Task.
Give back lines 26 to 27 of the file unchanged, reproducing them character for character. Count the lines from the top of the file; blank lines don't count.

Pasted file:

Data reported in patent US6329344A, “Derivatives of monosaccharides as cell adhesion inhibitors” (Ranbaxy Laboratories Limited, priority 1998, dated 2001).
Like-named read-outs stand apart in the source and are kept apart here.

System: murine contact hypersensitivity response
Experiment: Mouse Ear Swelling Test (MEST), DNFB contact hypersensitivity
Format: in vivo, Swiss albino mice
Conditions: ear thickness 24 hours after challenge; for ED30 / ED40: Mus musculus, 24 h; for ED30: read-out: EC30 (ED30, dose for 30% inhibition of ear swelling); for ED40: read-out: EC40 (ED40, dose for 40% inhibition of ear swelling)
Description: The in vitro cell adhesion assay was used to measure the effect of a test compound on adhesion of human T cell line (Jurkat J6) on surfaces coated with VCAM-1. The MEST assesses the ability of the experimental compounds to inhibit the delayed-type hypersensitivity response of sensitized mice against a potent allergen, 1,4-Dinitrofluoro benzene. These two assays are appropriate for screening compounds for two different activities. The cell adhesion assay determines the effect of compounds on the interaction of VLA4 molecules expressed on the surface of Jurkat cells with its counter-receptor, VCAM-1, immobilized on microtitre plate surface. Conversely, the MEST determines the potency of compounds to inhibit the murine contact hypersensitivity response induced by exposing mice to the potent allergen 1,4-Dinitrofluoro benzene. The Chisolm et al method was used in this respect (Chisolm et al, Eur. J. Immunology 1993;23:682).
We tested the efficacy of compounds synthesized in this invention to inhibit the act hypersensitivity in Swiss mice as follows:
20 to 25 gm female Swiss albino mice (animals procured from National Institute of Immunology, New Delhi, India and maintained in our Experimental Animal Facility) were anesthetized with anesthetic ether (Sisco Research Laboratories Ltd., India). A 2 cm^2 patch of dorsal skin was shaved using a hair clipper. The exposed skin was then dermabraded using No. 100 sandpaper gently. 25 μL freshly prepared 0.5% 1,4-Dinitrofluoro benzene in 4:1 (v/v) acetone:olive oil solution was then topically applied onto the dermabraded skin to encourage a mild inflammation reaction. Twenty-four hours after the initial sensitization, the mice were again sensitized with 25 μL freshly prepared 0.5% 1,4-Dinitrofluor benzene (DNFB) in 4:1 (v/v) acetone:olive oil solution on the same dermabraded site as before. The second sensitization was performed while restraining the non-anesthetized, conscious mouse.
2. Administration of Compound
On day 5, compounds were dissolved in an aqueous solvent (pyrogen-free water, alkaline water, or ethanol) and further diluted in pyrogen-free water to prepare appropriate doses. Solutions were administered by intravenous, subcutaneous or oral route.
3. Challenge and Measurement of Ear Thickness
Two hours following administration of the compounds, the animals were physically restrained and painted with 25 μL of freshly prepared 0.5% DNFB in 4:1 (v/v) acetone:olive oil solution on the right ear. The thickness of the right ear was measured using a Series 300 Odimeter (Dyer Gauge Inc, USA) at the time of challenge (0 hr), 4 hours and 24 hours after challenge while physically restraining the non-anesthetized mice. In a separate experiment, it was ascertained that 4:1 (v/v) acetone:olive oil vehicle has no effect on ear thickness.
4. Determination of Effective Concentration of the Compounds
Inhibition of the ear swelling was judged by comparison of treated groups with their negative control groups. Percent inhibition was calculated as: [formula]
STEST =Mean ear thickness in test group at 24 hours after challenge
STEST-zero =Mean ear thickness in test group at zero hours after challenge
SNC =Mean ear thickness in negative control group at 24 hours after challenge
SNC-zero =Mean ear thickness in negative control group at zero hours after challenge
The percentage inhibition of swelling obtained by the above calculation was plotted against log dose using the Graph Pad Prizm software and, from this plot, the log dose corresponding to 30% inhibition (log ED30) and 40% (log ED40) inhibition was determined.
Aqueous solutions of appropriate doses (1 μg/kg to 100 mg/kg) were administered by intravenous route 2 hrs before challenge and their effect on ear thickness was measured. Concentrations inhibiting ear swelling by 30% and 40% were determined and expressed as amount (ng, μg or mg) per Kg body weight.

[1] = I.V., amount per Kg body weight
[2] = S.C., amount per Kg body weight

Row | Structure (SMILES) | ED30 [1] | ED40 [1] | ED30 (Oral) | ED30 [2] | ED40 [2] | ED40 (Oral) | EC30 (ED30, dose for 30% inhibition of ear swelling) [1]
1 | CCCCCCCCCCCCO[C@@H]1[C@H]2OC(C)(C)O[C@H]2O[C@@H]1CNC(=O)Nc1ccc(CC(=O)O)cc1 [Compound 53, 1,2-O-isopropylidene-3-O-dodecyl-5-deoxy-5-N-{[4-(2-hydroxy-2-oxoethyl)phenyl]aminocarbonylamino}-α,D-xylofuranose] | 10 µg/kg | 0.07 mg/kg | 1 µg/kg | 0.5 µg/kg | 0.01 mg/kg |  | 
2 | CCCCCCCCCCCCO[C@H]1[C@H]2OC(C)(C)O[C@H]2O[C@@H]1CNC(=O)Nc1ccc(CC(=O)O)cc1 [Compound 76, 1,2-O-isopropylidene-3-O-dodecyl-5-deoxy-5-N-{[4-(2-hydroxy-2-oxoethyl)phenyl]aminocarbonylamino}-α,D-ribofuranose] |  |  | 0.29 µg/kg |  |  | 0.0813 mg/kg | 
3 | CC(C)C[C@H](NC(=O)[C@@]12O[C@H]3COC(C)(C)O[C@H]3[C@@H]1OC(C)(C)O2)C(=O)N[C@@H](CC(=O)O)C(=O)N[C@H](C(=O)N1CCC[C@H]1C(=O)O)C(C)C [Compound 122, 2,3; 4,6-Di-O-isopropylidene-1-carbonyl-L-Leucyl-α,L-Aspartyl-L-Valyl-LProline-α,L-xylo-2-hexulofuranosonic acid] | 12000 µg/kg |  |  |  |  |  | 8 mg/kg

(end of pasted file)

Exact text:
2 | CCCCCCCCCCCCO[C@H]1[C@H]2OC(C)(C)O[C@H]2O[C@@H]1CNC(=O)Nc1ccc(CC(=O)O)cc1 [Compound 76, 1,2-O-isopropylidene-3-O-dodecyl-5-deoxy-5-N-{[4-(2-hydroxy-2-oxoethyl)phenyl]aminocarbonylamino}-α,D-ribofuranose] |  |  | 0.29 µg/kg |  |  | 0.0813 mg/kg | 
3 | CC(C)C[C@H](NC(=O)[C@@]12O[C@H]3COC(C)(C)O[C@H]3[C@@H]1OC(C)(C)O2)C(=O)N[C@@H](CC(=O)O)C(=O)N[C@H](C(=O)N1CCC[C@H]1C(=O)O)C(C)C [Compound 122, 2,3; 4,6-Di-O-isopropylidene-1-carbonyl-L-Leucyl-α,L-Aspartyl-L-Valyl-LProline-α,L-xylo-2-hexulofuranosonic acid] | 12000 µg/kg |  |  |  |  |  | 8 mg/kg